A man in Australia has undergone treatment for a rare arterial disease caused by daily cannabis use.
The unnamed 26-year-old man was reportedly treated at Frankston Hospital in Frankston, Victoria, after a wound on his big toe failed to properly heal. The condition is called cannabis arteritis and is believed to be the first of its kind in Australia.
According to Dr. David Soon, a surgeon at Brisbane’s Royal Australasian Scientific Congress, the man suffered a plaque buildup around an artery in his big toe after continued daily cannabis use.
“Cannabis usage can cause the periphery blood vessel to tighten up and therefore increasing the resistance, and therefore increasing the amount of plaque depositing around the arteries, and therefore eventually narrowing the artery,” he said.
According to Dr. Soon, despite the fact that the condition is rare, “this illness should be known and made aware to physicians around Australia.” He went on to say that patients’ prognoses improved after they ceased using cannabis.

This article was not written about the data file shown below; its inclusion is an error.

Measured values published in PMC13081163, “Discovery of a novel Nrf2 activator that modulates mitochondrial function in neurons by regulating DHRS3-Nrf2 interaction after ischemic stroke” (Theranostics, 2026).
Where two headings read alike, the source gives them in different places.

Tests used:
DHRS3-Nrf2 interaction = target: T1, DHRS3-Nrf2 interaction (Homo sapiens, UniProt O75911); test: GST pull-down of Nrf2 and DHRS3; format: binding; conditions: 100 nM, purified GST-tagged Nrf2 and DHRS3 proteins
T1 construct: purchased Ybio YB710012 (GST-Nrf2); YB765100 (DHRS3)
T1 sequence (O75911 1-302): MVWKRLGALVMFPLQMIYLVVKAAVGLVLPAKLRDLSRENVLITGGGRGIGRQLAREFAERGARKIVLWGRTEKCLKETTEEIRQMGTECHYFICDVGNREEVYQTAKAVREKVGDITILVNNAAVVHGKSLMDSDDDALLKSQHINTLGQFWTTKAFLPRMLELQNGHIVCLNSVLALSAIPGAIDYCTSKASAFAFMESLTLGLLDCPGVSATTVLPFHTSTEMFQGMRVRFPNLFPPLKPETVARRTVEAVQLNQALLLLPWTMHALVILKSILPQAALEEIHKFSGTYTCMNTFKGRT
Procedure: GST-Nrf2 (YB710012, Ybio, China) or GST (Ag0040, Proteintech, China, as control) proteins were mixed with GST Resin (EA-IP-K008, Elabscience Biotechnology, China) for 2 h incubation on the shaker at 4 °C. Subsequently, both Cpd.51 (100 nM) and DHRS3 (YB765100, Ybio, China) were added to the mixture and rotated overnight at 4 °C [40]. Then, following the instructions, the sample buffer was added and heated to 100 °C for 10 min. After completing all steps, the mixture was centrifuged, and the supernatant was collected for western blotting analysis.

The patient in question was treated with a balloon catheter and will have to take aspirin for his condition for the rest of his life. However, a more serious case of the condition could lead to limb amputation.
Dr. Soon warned that the recent passage of medical-cannabis legislation in Victoria necessitated an awareness of the condition among the area’s surgeons.
“Due to the increase in cannabis usage and the legalisation of medicinal cannabis, awareness of this condition is important and may become a growing problem in the future,” he said.